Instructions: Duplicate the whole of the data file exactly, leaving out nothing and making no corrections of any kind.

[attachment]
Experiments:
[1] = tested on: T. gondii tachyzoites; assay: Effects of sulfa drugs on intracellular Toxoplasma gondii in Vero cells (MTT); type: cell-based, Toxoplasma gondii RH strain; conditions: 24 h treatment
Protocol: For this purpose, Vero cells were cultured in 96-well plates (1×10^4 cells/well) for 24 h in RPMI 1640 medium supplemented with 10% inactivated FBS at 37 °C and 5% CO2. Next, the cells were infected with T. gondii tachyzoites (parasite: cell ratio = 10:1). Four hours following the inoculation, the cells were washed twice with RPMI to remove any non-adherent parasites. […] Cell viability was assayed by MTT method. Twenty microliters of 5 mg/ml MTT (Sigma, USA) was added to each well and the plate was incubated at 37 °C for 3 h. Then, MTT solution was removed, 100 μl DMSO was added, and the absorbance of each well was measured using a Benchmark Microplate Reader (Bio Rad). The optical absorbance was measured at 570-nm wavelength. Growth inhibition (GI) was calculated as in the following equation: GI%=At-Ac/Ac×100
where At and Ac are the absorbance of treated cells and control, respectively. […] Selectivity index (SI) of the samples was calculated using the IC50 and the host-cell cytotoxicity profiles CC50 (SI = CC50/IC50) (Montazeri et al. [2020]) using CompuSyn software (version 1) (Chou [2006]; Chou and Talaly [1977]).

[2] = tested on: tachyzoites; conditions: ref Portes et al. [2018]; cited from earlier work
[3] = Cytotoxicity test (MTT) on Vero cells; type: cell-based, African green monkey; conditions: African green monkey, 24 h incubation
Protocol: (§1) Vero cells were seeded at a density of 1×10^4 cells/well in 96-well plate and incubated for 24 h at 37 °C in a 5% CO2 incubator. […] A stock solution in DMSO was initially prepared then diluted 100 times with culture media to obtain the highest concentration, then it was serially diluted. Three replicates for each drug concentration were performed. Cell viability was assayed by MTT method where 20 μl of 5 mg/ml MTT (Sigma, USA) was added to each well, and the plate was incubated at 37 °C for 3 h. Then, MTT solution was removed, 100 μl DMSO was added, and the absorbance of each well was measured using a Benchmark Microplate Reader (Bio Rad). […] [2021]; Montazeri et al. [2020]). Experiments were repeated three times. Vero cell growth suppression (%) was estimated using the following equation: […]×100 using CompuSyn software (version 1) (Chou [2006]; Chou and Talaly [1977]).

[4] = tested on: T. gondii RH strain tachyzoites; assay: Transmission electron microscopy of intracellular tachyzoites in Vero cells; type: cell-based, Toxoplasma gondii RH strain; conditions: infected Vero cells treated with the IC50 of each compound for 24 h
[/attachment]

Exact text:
Experiments:
[1] = tested on: T. gondii tachyzoites; assay: Effects of sulfa drugs on intracellular Toxoplasma gondii in Vero cells (MTT); type: cell-based, Toxoplasma gondii RH strain; conditions: 24 h treatment
Protocol: For this purpose, Vero cells were cultured in 96-well plates (1×10^4 cells/well) for 24 h in RPMI 1640 medium supplemented with 10% inactivated FBS at 37 °C and 5% CO2. Next, the cells were infected with T. gondii tachyzoites (parasite: cell ratio = 10:1). Four hours following the inoculation, the cells were washed twice with RPMI to remove any non-adherent parasites. […] Cell viability was assayed by MTT method. Twenty microliters of 5 mg/ml MTT (Sigma, USA) was added to each well and the plate was incubated at 37 °C for 3 h. Then, MTT solution was removed, 100 μl DMSO was added, and the absorbance of each well was measured using a Benchmark Microplate Reader (Bio Rad). The optical absorbance was measured at 570-nm wavelength. Growth inhibition (GI) was calculated as in the following equation: GI%=At-Ac/Ac×100
where At and Ac are the absorbance of treated cells and control, respectively. […] Selectivity index (SI) of the samples was calculated using the IC50 and the host-cell cytotoxicity profiles CC50 (SI = CC50/IC50) (Montazeri et al. [2020]) using CompuSyn software (version 1) (Chou [2006]; Chou and Talaly [1977]).

[2] = tested on: tachyzoites; conditions: ref Portes et al. [2018]; cited from earlier work
[3] = Cytotoxicity test (MTT) on Vero cells; type: cell-based, African green monkey; conditions: African green monkey, 24 h incubation
Protocol: (§1) Vero cells were seeded at a density of 1×10^4 cells/well in 96-well plate and incubated for 24 h at 37 °C in a 5% CO2 incubator. […] A stock solution in DMSO was initially prepared then diluted 100 times with culture media to obtain the highest concentration, then it was serially diluted. Three replicates for each drug concentration were performed. Cell viability was assayed by MTT method where 20 μl of 5 mg/ml MTT (Sigma, USA) was added to each well, and the plate was incubated at 37 °C for 3 h. Then, MTT solution was removed, 100 μl DMSO was added, and the absorbance of each well was measured using a Benchmark Microplate Reader (Bio Rad). […] [2021]; Montazeri et al. [2020]). Experiments were repeated three times. Vero cell growth suppression (%) was estimated using the following equation: […]×100 using CompuSyn software (version 1) (Chou [2006]; Chou and Talaly [1977]).

[4] = tested on: T. gondii RH strain tachyzoites; assay: Transmission electron microscopy of intracellular tachyzoites in Vero cells; type: cell-based, Toxoplasma gondii RH strain; conditions: infected Vero cells treated with the IC50 of each compound for 24 h